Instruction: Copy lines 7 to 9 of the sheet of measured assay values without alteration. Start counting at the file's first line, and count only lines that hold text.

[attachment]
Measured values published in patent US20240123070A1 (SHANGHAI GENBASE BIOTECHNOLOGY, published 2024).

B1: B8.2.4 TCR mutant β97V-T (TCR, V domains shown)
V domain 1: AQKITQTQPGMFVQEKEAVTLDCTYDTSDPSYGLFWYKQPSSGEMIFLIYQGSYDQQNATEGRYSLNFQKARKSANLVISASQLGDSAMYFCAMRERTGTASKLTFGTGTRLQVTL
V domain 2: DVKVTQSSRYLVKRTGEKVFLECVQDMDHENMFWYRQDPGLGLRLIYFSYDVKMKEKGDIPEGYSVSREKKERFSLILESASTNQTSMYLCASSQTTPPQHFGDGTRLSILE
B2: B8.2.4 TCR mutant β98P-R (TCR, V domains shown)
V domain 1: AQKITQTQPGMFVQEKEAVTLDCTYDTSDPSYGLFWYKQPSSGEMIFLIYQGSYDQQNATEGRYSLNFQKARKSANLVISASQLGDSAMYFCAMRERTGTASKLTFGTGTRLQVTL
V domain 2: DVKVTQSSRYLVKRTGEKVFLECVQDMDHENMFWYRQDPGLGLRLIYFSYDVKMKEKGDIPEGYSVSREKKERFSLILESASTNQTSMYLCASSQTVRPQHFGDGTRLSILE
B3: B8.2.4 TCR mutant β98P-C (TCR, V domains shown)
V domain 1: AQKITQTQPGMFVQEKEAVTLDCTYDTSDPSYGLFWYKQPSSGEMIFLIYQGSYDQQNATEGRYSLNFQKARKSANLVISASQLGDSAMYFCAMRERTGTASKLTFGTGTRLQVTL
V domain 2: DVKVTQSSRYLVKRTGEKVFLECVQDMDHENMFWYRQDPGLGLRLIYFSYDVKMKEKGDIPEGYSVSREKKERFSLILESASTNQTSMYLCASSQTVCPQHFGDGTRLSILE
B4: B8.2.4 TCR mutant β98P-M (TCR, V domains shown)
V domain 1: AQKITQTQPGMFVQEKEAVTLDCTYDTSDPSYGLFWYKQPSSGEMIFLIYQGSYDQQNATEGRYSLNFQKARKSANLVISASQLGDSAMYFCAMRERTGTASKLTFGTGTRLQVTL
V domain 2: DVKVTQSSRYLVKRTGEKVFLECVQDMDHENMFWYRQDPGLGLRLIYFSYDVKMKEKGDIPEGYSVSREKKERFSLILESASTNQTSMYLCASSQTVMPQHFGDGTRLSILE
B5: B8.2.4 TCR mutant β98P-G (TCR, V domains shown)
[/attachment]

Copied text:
V domain 2: DVKVTQSSRYLVKRTGEKVFLECVQDMDHENMFWYRQDPGLGLRLIYFSYDVKMKEKGDIPEGYSVSREKKERFSLILESASTNQTSMYLCASSQTVRPQHFGDGTRLSILE
B3: B8.2.4 TCR mutant β98P-C (TCR, V domains shown)
V domain 1: AQKITQTQPGMFVQEKEAVTLDCTYDTSDPSYGLFWYKQPSSGEMIFLIYQGSYDQQNATEGRYSLNFQKARKSANLVISASQLGDSAMYFCAMRERTGTASKLTFGTGTRLQVTL